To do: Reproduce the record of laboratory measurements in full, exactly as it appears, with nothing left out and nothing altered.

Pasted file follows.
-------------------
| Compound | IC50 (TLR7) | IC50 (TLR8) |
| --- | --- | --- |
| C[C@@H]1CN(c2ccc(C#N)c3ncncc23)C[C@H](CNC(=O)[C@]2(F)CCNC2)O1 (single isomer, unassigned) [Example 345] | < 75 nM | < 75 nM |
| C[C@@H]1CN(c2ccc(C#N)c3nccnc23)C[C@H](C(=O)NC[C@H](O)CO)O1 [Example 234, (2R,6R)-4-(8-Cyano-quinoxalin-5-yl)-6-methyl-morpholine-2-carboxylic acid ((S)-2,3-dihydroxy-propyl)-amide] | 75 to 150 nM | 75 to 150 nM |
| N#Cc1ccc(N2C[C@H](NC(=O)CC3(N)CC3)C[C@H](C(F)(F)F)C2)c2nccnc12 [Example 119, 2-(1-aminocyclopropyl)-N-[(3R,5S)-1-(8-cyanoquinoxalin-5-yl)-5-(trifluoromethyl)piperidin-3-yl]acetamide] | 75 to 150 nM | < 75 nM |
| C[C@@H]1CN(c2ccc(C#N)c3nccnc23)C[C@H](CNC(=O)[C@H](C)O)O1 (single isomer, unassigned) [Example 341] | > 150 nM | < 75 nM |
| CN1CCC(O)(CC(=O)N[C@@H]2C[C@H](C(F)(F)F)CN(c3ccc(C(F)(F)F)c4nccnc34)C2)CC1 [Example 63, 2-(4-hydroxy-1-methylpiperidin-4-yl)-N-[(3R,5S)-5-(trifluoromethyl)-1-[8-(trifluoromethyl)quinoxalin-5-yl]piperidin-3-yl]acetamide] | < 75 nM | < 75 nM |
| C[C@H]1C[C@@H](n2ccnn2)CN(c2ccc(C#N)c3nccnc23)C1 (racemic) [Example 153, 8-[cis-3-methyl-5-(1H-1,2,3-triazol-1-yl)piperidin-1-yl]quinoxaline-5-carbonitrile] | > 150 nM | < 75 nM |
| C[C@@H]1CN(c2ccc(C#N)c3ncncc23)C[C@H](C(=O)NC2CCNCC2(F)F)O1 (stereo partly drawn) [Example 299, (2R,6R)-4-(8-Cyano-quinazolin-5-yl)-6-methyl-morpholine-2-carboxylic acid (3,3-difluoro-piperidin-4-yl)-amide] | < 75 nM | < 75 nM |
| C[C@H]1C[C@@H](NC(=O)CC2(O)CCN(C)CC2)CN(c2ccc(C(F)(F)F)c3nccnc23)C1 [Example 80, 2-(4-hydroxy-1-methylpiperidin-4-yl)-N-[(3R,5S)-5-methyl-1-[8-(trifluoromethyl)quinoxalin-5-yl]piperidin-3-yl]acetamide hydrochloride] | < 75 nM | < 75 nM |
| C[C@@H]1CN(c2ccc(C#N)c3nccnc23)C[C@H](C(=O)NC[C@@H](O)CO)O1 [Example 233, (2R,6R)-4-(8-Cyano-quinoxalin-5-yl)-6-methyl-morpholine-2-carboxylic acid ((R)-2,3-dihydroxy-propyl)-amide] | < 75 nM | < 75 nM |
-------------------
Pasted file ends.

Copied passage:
| Compound | IC50 (TLR7) | IC50 (TLR8) |
| --- | --- | --- |
| C[C@@H]1CN(c2ccc(C#N)c3ncncc23)C[C@H](CNC(=O)[C@]2(F)CCNC2)O1 (single isomer, unassigned) [Example 345] | < 75 nM | < 75 nM |
| C[C@@H]1CN(c2ccc(C#N)c3nccnc23)C[C@H](C(=O)NC[C@H](O)CO)O1 [Example 234, (2R,6R)-4-(8-Cyano-quinoxalin-5-yl)-6-methyl-morpholine-2-carboxylic acid ((S)-2,3-dihydroxy-propyl)-amide] | 75 to 150 nM | 75 to 150 nM |
| N#Cc1ccc(N2C[C@H](NC(=O)CC3(N)CC3)C[C@H](C(F)(F)F)C2)c2nccnc12 [Example 119, 2-(1-aminocyclopropyl)-N-[(3R,5S)-1-(8-cyanoquinoxalin-5-yl)-5-(trifluoromethyl)piperidin-3-yl]acetamide] | 75 to 150 nM | < 75 nM |
| C[C@@H]1CN(c2ccc(C#N)c3nccnc23)C[C@H](CNC(=O)[C@H](C)O)O1 (single isomer, unassigned) [Example 341] | > 150 nM | < 75 nM |
| CN1CCC(O)(CC(=O)N[C@@H]2C[C@H](C(F)(F)F)CN(c3ccc(C(F)(F)F)c4nccnc34)C2)CC1 [Example 63, 2-(4-hydroxy-1-methylpiperidin-4-yl)-N-[(3R,5S)-5-(trifluoromethyl)-1-[8-(trifluoromethyl)quinoxalin-5-yl]piperidin-3-yl]acetamide] | < 75 nM | < 75 nM |
| C[C@H]1C[C@@H](n2ccnn2)CN(c2ccc(C#N)c3nccnc23)C1 (racemic) [Example 153, 8-[cis-3-methyl-5-(1H-1,2,3-triazol-1-yl)piperidin-1-yl]quinoxaline-5-carbonitrile] | > 150 nM | < 75 nM |
| C[C@@H]1CN(c2ccc(C#N)c3ncncc23)C[C@H](C(=O)NC2CCNCC2(F)F)O1 (stereo partly drawn) [Example 299, (2R,6R)-4-(8-Cyano-quinazolin-5-yl)-6-methyl-morpholine-2-carboxylic acid (3,3-difluoro-piperidin-4-yl)-amide] | < 75 nM | < 75 nM |
| C[C@H]1C[C@@H](NC(=O)CC2(O)CCN(C)CC2)CN(c2ccc(C(F)(F)F)c3nccnc23)C1 [Example 80, 2-(4-hydroxy-1-methylpiperidin-4-yl)-N-[(3R,5S)-5-methyl-1-[8-(trifluoromethyl)quinoxalin-5-yl]piperidin-3-yl]acetamide hydrochloride] | < 75 nM | < 75 nM |
| C[C@@H]1CN(c2ccc(C#N)c3nccnc23)C[C@H](C(=O)NC[C@@H](O)CO)O1 [Example 233, (2R,6R)-4-(8-Cyano-quinoxalin-5-yl)-6-methyl-morpholine-2-carboxylic acid ((R)-2,3-dihydroxy-propyl)-amide] | < 75 nM | < 75 nM |